By: Marie Moore
Photos By: David Parish

The Gift

Everybody has a birthday. Many of us get to celebrate a wedding anniversary for a considerable part of our lives too. But it’s pretty rare to find someone who’s celebrated the 25th anniversary of their kidney transplant—and even rarer that they shared the party with the person who donated it. So this is the unusual story about two extraordinary people and the gift that one of them was able to give to the other.

It all started with a kidney infection that kept Alicia Ward in the hospital for about seven months when she was just five years old…

“The doctors told my mother it was caused by a throat infection. Surprisingly, I recovered and seemed to lead a normal life until I was almost 44, when another kidney infection prompted a sudden visit to my doctor. Tests revealed that my kidneys were failing, and although I remained under my doctor’s supervision for five years, ultimately, at the age of 49, I was told I needed a transplant.

The Gift

“I learned that in many families it’s not possible to find someone who’s willing to make this huge sacrifice, but in my case, I was very lucky that my mother, my husband and both my children volunteered. At that time, the operation was harder on the donor than the recipient. I did the research and was certain that whoever donated their kidney should be able to live a normal life, but it was still life changing when my son Walter turned out to be the best match and wanted to give me his kidney.”

 

Walter was 28 years old when his mom was told she needed a kidney transplant. He volunteered immediately to have a blood analysis and determine if he was a potential donor candidate. Finding out he was the best match, didn’t dent Walter’s enthusiasm a bit.

The Gift “I really didn’t have any fear.  I was more excited and happy than anything else. Over the next year, they performed a lot more tests, like a complicated urinalysis and an arteriogram to make sure it would work. Then, after extensive psychological evaluations to ensure that we could handle the emotional impact of a transplant, we set the date for the surgery!”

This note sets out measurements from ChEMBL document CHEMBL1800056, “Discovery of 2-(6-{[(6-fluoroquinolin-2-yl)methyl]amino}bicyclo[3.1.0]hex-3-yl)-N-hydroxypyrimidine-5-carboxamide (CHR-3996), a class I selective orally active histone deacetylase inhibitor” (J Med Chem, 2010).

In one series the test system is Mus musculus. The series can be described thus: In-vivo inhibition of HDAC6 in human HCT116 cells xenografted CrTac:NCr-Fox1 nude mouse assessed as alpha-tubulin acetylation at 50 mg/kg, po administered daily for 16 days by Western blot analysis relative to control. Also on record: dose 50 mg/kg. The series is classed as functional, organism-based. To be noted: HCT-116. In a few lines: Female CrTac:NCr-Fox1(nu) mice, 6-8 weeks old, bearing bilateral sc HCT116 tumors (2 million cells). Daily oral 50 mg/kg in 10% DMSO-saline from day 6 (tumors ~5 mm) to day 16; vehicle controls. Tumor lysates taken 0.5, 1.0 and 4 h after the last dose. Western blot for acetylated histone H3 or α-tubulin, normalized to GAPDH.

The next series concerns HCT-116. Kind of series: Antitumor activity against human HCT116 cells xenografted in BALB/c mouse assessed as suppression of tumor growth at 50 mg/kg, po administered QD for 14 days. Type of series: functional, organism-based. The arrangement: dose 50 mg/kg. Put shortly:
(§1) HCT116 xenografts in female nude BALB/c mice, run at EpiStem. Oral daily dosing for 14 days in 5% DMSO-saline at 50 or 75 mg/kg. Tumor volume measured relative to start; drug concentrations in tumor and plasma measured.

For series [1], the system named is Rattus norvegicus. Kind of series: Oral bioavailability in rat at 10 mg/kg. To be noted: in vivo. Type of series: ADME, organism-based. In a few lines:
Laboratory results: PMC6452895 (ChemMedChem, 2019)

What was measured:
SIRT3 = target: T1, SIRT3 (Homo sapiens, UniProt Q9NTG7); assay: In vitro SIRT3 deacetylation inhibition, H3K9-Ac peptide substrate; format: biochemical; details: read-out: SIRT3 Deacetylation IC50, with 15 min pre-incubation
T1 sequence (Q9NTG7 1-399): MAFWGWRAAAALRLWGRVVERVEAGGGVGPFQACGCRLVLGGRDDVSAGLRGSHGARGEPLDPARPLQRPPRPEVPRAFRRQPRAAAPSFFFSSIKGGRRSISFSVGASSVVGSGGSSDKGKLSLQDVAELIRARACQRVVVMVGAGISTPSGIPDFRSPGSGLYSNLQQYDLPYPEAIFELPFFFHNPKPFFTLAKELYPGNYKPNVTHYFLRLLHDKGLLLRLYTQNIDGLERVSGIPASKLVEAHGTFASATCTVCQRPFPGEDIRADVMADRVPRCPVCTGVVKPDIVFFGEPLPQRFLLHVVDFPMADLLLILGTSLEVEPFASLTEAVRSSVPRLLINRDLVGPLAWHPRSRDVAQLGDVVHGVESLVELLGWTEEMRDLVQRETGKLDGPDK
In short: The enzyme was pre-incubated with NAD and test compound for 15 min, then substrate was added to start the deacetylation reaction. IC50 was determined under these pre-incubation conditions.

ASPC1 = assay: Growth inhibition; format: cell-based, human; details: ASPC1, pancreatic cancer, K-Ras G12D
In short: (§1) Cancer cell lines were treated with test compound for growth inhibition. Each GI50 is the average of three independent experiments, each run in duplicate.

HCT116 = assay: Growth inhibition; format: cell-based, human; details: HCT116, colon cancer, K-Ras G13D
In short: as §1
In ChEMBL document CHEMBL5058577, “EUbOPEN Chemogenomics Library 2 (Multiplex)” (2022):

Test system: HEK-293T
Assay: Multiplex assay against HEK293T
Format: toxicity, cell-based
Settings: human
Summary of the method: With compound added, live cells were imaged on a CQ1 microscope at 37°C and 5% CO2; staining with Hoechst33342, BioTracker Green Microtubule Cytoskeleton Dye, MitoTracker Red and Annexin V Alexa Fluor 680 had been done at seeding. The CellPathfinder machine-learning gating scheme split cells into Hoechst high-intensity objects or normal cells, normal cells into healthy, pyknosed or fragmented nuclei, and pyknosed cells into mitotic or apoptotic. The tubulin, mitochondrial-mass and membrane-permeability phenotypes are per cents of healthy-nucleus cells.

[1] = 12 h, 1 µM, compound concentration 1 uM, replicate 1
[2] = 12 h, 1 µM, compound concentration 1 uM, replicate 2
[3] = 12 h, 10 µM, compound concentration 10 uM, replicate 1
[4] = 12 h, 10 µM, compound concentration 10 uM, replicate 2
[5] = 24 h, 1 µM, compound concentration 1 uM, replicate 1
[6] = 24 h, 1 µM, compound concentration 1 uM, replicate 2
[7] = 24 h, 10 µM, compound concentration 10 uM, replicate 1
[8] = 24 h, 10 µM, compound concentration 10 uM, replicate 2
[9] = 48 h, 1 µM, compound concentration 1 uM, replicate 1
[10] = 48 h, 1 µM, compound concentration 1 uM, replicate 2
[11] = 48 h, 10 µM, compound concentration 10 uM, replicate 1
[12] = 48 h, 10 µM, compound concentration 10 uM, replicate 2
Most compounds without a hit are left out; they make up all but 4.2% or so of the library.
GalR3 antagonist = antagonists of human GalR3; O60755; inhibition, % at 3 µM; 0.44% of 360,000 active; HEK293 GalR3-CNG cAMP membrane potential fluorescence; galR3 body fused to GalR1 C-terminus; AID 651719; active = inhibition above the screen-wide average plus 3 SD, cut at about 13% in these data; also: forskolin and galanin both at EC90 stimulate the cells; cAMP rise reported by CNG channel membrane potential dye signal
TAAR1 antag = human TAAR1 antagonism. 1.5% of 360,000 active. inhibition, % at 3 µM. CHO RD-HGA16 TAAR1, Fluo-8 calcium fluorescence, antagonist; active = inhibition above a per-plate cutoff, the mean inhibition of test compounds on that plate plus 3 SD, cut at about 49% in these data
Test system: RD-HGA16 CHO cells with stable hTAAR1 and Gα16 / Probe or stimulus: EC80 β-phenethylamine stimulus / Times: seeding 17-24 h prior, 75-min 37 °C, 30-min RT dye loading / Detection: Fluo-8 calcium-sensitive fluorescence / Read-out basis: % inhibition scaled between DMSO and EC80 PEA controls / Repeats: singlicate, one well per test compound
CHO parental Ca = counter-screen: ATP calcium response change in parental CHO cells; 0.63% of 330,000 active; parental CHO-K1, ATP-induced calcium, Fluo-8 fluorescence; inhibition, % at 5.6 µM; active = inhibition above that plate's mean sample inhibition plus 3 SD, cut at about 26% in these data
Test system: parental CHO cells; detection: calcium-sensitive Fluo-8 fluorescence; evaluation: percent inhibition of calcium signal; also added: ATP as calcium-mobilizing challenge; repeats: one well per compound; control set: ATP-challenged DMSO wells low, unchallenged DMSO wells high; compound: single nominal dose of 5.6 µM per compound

Walter woke up to a six-inch incision where about three inches of one rib and his kidney had been removed. It took a long time to recover, but he wants people to know that current procedures are far less invasive. Today, most kidneys are removed through laparoscopy so the recovery period is shorter. In fact, he recommends that anyone faced with the same decision he was, should just “DO IT!”

Once a kidney is taken, the remaining kidney grows in size to accommodate a double workload, so essentially, Walter has no side effects and enjoys a normal lifestyle. The only thing he has to watch out for is physical damage to his remaining kidney—he considers that a worthwhile tradeoff for his mother’s continued good health.

“The night before the surgery, mom was really sick and lethargic. She had grown painfully weak. It was amazing how quickly that turned around after the surgery. Giving her my kidney was one of the most fulfilling and rewarding things I have ever done in my life! I still feel like I owe her a lot for all the times she was there for me.  We have always been very close, so this was a no brainer. We celebrate ‘our’ anniversary every year and we were both excited to celebrate this landmark event.”

Is there a special bond between these two? Of course! But Alicia can’t think of anything she could possibly do to match his gift, except to offer a lifetime of unconditional love to her son. “But,” she adds, “he had that anyway and because we are so close, I don’t think there is anything I need to add. He knows how much I love him. He is a very special person and I adore my son.”

The Gift

“Today, I take immune suppressants twice a day as not doing so would cause my body to reject the kidney, but other than that I try to eat healthy, drink in moderation and take care of myself.” Taking care of herself translates into little things like watching out for mosquito bites (due to her compromised immune system), but most people are unaware of Alicia’s condition and even fewer know the story of her son’s amazing gift. “I also make a point of being grateful for every single day I’m here.”

The Gift

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